The team from Bath and Imperial constructed a model to work out whether this inverse relationship would be the same in all ecosystems – whether in the lab or in the real world. They found that although nutrients do affect biodiversity, the precise relationship between the two varies from one ecosystem to the next, depending on what species are present.

Dr Rob Beardmore from Imperial College London’s Department of Mathematics explains: “Although there was a clear link between nutrients and biodiversity in the lab, our mathematical model showed that in some ecosystems you will find that higher levels of nutrients lead to more biodiversity, which is opposite to what our biologist colleagues found in the lab. It turns out that the precise nature of this nutrient-diversity relationship varies from one ecosystem to another, and it depends on the complex interactions between species evolving alongside each other.”

The mathematical model can be used to predict what impact different levels of nutrients will have on biodiversity in any given lab-based ecosystem. The team say their results are very important for scientists who use small scale lab experiments to investigate phenomena in the real world.

The study also provides the first real evidence that a theory known as “geographic mosaic co-evolution hypothesis” holds up in real world ecosystems. Co-author on the paper, Dr Ivana Gudelj from Imperial College, explains: “This complicated-sounding theory basically says that nutrient availability will only have an impact on the diversity of an organism, if the organism is involved in a co-evolutionary arms race with pathogens or competitors, like our E.coli was with its parasite. Our biologist colleagues have shown evidence for this in the lab, and our mathematical model suggests that the theory will also hold up in real world ecosystems too.”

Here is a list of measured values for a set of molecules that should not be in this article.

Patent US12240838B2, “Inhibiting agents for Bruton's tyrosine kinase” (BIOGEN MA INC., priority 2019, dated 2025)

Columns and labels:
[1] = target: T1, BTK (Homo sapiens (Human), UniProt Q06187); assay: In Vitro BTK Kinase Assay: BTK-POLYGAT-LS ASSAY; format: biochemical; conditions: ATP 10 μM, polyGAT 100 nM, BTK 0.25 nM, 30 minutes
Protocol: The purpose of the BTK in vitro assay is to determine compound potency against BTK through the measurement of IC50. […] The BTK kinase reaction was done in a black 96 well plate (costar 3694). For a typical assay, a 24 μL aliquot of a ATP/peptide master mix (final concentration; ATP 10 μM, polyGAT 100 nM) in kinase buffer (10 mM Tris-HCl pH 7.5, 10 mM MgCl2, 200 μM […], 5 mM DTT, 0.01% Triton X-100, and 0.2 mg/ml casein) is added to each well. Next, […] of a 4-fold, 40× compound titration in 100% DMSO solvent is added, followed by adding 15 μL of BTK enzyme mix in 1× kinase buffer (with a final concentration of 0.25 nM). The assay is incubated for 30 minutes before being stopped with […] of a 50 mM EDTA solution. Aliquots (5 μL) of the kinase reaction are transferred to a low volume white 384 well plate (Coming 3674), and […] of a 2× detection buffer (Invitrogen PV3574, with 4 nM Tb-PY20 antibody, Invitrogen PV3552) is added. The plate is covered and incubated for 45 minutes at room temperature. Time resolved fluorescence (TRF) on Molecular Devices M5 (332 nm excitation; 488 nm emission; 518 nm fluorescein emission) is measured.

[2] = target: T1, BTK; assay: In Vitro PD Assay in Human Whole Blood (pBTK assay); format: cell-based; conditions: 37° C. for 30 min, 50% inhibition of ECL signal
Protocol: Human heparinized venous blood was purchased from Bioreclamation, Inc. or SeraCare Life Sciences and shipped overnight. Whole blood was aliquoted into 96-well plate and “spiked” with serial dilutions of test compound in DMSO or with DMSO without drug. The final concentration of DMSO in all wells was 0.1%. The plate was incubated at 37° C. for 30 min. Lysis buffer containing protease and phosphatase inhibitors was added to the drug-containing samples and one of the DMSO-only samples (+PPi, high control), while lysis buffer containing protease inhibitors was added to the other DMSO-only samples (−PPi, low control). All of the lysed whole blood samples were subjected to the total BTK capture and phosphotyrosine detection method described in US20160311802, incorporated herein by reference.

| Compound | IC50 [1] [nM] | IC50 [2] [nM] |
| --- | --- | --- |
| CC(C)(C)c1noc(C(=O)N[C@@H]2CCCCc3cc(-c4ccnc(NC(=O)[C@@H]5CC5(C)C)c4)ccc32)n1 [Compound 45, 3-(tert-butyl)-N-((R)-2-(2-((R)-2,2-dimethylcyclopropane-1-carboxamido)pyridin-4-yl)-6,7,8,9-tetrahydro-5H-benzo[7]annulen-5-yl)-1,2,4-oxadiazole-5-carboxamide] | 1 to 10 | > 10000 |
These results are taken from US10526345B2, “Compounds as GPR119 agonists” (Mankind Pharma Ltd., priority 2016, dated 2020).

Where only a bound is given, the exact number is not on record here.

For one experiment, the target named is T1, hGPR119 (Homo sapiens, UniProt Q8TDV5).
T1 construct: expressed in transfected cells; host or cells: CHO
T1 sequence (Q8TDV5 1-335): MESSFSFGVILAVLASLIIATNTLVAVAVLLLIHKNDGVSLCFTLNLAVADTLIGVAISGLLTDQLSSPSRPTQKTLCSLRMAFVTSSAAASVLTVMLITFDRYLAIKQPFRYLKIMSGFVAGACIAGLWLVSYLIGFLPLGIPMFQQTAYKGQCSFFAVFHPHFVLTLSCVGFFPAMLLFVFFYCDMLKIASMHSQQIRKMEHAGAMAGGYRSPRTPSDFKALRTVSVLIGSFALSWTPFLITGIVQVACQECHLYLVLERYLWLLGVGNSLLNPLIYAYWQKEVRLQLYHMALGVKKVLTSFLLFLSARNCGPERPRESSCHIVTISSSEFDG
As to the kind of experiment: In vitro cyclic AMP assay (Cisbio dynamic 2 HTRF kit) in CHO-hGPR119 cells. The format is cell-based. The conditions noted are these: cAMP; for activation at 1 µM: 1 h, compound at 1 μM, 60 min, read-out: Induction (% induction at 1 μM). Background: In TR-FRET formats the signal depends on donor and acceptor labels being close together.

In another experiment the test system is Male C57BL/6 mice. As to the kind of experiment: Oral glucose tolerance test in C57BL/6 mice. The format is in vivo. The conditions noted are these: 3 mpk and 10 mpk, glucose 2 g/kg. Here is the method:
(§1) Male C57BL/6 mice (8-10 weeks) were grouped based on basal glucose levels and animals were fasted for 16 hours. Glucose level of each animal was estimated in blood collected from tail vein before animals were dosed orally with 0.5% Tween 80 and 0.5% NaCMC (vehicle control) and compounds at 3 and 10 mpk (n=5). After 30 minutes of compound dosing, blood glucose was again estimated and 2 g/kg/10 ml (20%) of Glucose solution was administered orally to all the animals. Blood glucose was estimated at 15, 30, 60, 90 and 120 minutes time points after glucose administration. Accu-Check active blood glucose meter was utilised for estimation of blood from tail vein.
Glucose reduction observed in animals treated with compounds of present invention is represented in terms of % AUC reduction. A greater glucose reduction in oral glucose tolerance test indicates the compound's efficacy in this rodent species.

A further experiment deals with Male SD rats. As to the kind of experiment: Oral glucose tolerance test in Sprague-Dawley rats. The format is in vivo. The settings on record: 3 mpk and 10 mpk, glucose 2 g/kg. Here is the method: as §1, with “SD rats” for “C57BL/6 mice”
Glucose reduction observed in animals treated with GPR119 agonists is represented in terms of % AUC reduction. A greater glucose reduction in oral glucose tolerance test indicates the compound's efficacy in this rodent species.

Abigail Smith | alfa
Further information:
http://www.imperial.ac.uk

All articles from Life Sciences >>>

The most recent press releases about innovation >>>

Die letzten 5 Focus-News des innovations-reports im Überblick:

Im Focus: Making lightweight construction suitable for series production

More and more automobile companies are focusing on body parts made of carbon fiber reinforced plastics (CFRP). However, manufacturing and repair costs must be further reduced in order to make CFRP more economical in use. Together with the Volkswagen AG and five other partners in the project HolQueSt 3D, the Laser Zentrum Hannover e.V. (LZH) has developed laser processes for the automatic trimming, drilling and repair of three-dimensional components.

Automated manufacturing processes are the basis for ultimately establishing the series production of CFRP components. In the project HolQueSt 3D, the LZH has...

Im Focus: Wonder material? Novel nanotube structure strengthens thin films for flexible electronics